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Bronchoscopy is a medical procedure where a tube is inserted into the airways, usually through the nose or mouth. This allows the practitioner to examine inside a patient's airway for abnormalities such as foreign bodies, bleeding, tumors, or inflammation. The practitioner often takes samples from inside the lungs: biopsies, fluid (bronchoalveolar lavage), or endobronchial brushing. The practitioner may use either a rigid bronchoscope or flexible bronchoscope.

Rigid Bronchoscopy A rigid bronchoscope is a straight, hollow, metal tube. Doctors perform rigid bronchoscopy less often today, but it remains the procedure of choice for removing foreign material. Rigid bronchoscopy also becomes useful when bleeding interferes with viewing the examining area.

Flexible Bronchoscopy A flexible bronchoscope is a long thin tube that contains small clear optical fibers that transmit light images as the tube bends. Its flexibility allows this instrument to reach further into the airway. The procedure can be performed easily and safely under local anesthesia.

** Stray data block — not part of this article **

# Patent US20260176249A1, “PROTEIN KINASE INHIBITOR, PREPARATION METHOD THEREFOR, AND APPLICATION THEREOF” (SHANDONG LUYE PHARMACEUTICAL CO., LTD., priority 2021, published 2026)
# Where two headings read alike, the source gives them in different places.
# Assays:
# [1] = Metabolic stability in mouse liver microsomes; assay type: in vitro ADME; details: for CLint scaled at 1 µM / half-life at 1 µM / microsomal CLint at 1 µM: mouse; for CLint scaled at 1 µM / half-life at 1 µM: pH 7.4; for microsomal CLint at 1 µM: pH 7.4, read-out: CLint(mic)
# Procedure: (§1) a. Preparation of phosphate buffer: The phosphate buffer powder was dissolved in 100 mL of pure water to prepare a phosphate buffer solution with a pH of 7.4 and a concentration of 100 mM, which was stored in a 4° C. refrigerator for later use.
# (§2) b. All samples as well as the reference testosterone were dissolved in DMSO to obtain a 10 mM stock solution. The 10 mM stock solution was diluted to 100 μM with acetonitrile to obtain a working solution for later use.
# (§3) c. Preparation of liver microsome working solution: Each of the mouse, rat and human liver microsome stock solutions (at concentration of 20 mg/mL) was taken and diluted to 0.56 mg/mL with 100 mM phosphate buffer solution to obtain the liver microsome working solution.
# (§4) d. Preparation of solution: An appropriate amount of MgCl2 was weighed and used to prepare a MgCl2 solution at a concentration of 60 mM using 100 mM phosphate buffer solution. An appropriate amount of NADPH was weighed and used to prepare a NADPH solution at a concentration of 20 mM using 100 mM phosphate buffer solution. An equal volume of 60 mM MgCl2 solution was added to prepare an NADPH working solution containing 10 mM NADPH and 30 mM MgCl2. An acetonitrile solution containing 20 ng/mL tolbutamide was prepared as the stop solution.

Risks Although the rigid bronchoscope can scratch or tear airway or damage the vocal cords, the risk for bronchoscopy is limited. The conditions for which doctors use it are ongoing, life-threatening cardiac problems or severely low oxygen.

Complications from fiberoptic bronchoscopy remain extremely low.

Common complications include either heart and blood vessel problems or excessive bleeding following biopsy. A lung biopsy also may cause leakage of air called pneumothorax. Pneumothorax occurs in less than 1% of cases requiring lung biopsy.

Relevant Specialties
Respiratory and Sleep Medicine
Medical Conditions
Lung cancer
Chronic cough

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